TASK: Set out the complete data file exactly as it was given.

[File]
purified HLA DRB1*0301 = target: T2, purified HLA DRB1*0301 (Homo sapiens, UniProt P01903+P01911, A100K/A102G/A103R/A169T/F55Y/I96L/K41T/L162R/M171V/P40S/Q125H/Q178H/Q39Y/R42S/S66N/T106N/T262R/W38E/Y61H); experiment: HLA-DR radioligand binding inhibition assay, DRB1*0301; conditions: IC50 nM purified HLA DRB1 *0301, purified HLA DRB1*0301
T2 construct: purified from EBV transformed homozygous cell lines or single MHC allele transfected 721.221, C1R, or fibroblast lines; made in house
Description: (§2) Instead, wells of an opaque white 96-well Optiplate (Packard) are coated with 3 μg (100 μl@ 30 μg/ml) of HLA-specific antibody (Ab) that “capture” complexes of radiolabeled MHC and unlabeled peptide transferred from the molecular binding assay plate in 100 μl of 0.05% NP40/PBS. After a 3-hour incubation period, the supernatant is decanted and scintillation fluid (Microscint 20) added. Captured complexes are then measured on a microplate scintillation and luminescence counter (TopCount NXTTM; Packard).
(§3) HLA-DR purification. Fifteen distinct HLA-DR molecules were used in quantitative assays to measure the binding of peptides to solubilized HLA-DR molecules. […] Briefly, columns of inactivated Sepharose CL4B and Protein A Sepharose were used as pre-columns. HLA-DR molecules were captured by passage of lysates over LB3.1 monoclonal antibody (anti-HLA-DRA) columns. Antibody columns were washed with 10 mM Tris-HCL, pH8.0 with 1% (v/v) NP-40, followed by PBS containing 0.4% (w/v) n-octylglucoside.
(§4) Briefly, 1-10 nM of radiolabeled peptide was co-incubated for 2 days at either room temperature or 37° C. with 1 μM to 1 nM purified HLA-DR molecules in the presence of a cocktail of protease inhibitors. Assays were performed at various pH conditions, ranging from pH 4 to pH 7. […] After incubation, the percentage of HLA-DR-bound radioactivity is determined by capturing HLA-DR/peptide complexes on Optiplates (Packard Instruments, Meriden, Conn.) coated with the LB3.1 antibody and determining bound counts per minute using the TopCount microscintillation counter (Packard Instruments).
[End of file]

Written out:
purified HLA DRB1*0301 = target: T2, purified HLA DRB1*0301 (Homo sapiens, UniProt P01903+P01911, A100K/A102G/A103R/A169T/F55Y/I96L/K41T/L162R/M171V/P40S/Q125H/Q178H/Q39Y/R42S/S66N/T106N/T262R/W38E/Y61H); experiment: HLA-DR radioligand binding inhibition assay, DRB1*0301; conditions: IC50 nM purified HLA DRB1 *0301, purified HLA DRB1*0301
T2 construct: purified from EBV transformed homozygous cell lines or single MHC allele transfected 721.221, C1R, or fibroblast lines; made in house
Description: (§2) Instead, wells of an opaque white 96-well Optiplate (Packard) are coated with 3 μg (100 μl@ 30 μg/ml) of HLA-specific antibody (Ab) that “capture” complexes of radiolabeled MHC and unlabeled peptide transferred from the molecular binding assay plate in 100 μl of 0.05% NP40/PBS. After a 3-hour incubation period, the supernatant is decanted and scintillation fluid (Microscint 20) added. Captured complexes are then measured on a microplate scintillation and luminescence counter (TopCount NXTTM; Packard).
(§3) HLA-DR purification. Fifteen distinct HLA-DR molecules were used in quantitative assays to measure the binding of peptides to solubilized HLA-DR molecules. […] Briefly, columns of inactivated Sepharose CL4B and Protein A Sepharose were used as pre-columns. HLA-DR molecules were captured by passage of lysates over LB3.1 monoclonal antibody (anti-HLA-DRA) columns. Antibody columns were washed with 10 mM Tris-HCL, pH8.0 with 1% (v/v) NP-40, followed by PBS containing 0.4% (w/v) n-octylglucoside.
(§4) Briefly, 1-10 nM of radiolabeled peptide was co-incubated for 2 days at either room temperature or 37° C. with 1 μM to 1 nM purified HLA-DR molecules in the presence of a cocktail of protease inhibitors. Assays were performed at various pH conditions, ranging from pH 4 to pH 7. […] After incubation, the percentage of HLA-DR-bound radioactivity is determined by capturing HLA-DR/peptide complexes on Optiplates (Packard Instruments, Meriden, Conn.) coated with the LB3.1 antibody and determining bound counts per minute using the TopCount microscintillation counter (Packard Instruments).